We had booked a day excursion to the national park through our accommodation hosts at McKinley Creek Cottages. The assembly point for the trip was at a nearby hotel and we drove to the meeting point around 6am when it was still dark. There were a few hitches though before we could head off into the national park. First there was some confusion over picking people up from the various meeting places and then owing to a misunderstanding between the tour operators and bus driver/tour guide (nothing to do with us!) we found ourselves on the wrong bus before having to pile out again. Finally we boarded the correct bus – it turned out to be an old converted school bus, which did not have the greatest suspension!
It was a very long day out (14 hours in total) and the weather was as dreary and misty as the previous few days had been. Despite the misty weather, we still managed to take many photos and learnt so much about the park, its wildlife and history.
The park and preservation area covers 6 million acres of wilderness land in the heart of Alaska’s interior. The land comprises woodland and forests at the lower levels, followed by tundra and high plateaus before rising to the glaciers and snow-topped mountains of the high alpine areas. The centrepiece (on a clear day) is the 20,310 feet (6,190 metres) high Denali, North America’s highest peak (formerly known as Mount McKinley). Unfortunately visibility was much too poor on our day trip to have any chance of seeing the mountain at all let alone the summit.
There is only one rather narrow road that runs through the park area and you need a permit to enter (all formalities were organised by our tour leader and guide, the bus driver). Private cars are not allowed – you have to take one of the park buses or do a private tour like we did. The roads are not for the fainthearted – at various points it is best to look away if you don’t like heights!
The park is home to wildlife including grizzly bears, wolves, moose, caribou and Dall sheep. During the warmer months popular activities include biking, hiking, walking and, for the more intrepid, mountaineering.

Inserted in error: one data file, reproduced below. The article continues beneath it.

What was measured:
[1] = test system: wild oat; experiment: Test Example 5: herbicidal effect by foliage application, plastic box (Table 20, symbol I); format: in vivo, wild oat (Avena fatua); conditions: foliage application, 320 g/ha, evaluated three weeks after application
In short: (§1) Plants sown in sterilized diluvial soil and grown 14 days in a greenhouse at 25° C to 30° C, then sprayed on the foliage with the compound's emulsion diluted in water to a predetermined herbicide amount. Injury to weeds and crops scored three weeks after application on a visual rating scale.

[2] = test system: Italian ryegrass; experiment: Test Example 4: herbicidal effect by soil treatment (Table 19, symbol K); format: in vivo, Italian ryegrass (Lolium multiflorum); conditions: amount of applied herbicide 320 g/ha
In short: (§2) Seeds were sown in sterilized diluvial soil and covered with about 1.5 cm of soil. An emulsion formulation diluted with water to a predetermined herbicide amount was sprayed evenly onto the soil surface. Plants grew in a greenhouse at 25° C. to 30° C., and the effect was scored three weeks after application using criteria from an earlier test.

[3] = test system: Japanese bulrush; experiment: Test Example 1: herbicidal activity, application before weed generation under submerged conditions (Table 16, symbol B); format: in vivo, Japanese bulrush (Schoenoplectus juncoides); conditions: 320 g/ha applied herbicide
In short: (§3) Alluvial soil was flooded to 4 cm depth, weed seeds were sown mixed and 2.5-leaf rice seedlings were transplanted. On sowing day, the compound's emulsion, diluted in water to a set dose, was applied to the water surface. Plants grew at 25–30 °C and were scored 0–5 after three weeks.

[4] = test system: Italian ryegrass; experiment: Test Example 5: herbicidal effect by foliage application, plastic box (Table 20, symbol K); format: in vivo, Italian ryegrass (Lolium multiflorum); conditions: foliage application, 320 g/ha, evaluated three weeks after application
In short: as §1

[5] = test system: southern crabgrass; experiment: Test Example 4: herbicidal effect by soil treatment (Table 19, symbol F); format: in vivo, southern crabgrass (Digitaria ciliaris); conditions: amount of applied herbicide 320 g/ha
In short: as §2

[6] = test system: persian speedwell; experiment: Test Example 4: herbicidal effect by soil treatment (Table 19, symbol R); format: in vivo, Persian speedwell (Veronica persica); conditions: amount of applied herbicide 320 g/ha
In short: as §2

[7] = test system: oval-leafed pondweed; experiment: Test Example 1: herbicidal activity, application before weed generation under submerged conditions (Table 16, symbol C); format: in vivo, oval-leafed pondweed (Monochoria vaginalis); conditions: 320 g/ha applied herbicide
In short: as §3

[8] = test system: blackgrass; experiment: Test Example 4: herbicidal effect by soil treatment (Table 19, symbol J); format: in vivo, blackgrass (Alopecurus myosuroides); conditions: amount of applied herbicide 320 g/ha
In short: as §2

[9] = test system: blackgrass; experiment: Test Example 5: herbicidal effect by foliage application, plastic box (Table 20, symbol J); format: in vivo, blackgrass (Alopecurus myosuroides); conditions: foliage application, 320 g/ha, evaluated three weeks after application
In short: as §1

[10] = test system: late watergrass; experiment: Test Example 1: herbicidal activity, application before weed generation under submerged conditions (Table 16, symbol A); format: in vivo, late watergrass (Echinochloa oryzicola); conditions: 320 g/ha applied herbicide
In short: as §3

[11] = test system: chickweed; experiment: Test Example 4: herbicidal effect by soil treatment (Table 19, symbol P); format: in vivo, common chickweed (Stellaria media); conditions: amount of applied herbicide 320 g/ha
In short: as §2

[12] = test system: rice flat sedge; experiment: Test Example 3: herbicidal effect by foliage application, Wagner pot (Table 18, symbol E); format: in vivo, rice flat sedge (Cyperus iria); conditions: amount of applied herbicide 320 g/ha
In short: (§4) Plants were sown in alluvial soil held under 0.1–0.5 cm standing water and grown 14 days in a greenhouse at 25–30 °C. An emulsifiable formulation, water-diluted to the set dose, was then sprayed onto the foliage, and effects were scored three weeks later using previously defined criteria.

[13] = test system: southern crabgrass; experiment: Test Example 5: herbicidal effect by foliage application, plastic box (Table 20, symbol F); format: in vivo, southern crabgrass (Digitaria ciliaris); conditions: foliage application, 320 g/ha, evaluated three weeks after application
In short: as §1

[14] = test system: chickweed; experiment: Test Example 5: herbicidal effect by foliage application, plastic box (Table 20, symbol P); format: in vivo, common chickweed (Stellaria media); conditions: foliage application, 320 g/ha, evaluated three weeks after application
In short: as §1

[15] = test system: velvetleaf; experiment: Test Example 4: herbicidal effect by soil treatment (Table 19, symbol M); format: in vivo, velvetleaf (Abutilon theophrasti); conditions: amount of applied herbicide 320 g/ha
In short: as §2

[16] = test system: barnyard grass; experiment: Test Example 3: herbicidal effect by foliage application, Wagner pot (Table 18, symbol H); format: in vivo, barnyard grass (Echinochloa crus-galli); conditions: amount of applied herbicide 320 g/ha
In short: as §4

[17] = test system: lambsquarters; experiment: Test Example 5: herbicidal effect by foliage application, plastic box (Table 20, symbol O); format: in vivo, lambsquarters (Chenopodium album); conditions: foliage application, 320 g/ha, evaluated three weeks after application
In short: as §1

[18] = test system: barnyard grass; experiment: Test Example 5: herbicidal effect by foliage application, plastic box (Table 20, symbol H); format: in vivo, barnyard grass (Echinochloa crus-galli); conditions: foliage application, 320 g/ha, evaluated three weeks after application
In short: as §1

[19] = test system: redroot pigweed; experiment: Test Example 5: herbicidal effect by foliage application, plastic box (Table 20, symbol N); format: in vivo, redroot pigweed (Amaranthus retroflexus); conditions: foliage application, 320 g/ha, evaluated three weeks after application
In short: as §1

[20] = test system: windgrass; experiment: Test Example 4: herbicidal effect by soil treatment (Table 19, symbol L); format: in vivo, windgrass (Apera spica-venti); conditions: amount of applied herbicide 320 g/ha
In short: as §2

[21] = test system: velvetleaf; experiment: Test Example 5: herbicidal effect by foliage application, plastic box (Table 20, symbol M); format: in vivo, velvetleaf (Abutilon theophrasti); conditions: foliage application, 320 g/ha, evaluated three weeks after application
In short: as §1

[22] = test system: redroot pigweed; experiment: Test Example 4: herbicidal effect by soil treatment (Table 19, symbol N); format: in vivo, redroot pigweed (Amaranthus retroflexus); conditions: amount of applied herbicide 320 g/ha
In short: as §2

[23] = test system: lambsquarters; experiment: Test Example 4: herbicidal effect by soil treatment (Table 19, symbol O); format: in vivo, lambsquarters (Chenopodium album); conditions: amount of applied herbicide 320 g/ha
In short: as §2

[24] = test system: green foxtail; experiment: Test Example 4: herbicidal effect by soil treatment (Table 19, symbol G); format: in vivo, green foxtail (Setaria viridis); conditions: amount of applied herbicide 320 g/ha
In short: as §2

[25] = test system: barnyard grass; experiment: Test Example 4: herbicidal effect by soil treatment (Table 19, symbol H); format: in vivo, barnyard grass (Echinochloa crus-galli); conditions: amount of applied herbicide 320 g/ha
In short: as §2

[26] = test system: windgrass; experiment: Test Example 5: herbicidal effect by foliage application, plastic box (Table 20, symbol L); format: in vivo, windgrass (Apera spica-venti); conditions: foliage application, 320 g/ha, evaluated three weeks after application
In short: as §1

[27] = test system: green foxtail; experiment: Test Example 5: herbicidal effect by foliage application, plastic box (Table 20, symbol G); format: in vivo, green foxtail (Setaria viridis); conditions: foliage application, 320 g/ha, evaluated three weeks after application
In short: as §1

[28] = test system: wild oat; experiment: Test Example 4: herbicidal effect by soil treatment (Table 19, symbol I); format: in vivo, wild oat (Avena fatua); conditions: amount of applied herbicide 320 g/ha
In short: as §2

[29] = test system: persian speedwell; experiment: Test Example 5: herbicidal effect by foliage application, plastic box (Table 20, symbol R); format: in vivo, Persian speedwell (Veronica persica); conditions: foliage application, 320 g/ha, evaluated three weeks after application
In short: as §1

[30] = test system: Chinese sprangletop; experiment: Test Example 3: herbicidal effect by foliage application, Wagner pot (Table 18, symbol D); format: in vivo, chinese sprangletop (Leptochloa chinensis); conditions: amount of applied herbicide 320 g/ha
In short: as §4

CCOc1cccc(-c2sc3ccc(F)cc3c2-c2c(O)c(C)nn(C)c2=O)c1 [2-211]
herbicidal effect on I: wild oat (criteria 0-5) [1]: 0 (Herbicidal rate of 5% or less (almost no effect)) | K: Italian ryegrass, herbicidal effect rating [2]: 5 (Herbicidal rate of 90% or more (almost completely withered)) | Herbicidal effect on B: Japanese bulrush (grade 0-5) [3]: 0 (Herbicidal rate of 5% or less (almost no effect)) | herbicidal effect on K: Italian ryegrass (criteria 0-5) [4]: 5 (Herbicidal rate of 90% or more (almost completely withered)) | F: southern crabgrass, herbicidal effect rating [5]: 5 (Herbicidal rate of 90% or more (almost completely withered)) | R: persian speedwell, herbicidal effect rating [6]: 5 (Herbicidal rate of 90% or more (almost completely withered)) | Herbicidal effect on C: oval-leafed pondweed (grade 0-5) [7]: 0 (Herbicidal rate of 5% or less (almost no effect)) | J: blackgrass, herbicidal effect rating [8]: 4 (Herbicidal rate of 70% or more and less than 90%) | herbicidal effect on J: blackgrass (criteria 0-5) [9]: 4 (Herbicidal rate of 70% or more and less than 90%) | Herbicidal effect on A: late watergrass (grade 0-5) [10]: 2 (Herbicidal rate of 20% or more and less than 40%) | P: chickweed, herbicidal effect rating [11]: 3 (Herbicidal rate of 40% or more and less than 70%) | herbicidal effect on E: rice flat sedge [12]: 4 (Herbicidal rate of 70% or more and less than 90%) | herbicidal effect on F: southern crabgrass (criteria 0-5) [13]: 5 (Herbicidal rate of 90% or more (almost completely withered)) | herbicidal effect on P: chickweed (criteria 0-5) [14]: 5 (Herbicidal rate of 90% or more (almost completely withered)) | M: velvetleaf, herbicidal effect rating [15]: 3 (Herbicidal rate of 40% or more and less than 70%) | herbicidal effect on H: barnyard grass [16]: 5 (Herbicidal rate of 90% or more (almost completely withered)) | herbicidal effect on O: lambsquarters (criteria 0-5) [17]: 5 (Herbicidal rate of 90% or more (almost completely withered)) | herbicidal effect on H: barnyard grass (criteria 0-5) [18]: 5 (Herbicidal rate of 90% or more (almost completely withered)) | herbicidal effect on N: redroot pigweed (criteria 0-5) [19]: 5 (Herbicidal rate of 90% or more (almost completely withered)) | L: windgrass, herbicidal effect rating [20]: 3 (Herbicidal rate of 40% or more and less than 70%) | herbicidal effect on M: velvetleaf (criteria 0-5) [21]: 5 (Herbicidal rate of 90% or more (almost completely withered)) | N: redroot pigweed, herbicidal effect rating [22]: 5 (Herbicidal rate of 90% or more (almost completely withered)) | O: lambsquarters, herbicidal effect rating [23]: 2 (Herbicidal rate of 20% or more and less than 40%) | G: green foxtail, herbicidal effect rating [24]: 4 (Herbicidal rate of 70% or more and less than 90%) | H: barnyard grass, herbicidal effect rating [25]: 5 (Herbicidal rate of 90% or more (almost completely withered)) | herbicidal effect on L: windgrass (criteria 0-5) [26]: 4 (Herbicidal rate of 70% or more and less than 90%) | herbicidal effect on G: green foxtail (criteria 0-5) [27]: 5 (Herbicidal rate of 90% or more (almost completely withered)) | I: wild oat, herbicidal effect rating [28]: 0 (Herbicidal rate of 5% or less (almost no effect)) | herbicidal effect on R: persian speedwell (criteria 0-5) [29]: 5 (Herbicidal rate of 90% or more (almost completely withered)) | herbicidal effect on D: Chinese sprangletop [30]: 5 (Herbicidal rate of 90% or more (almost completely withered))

Our main focus was trying to spot wildlife from the bus.To give everyone the best chance to capture photos, if you spotted anything you had to quickly shout out port (left side) or starboard (right side) and the clock position for example 10am or 2pm. The bus would then come to a halt for photos and we would hopefully all be looking in the right direction. However, apart from a few Dall sheep, which looked like tiny specks up the mountain-side, the first part of the day was not conducive to seeing any of the local wildlife. No doubt they were sensibly seeking shelter from the elements! At last, however, came the highlight of the morning when someone spotted a mother grizzly bear and her cub in the bushes near the road.
It was very hard to take photos and I’ve just got a few of the mum – the driver reckoned her cub (or cubs) were very close by. We were of course safely on the bus at this point! At this time of year (late summer) the bears are busy eating as much as possible to stock up for the winter. These bushes would have had a plentiful supply of berries, which are apparently a bear treat. Mother Bear munched her way along the clearing for some time, apparently unfazed by our presence nearby, then sauntered off up the hillside.
There are a couple of official stopping-off points along the way including the Eielson Visitor Centre, (which I’ll cover more in the next post). These are a few of the photos I took on the outbound journey in the morning – clearly it was not a great day for photography but it does capture the atmosphere and the feeling of isolation you get in this part of the world.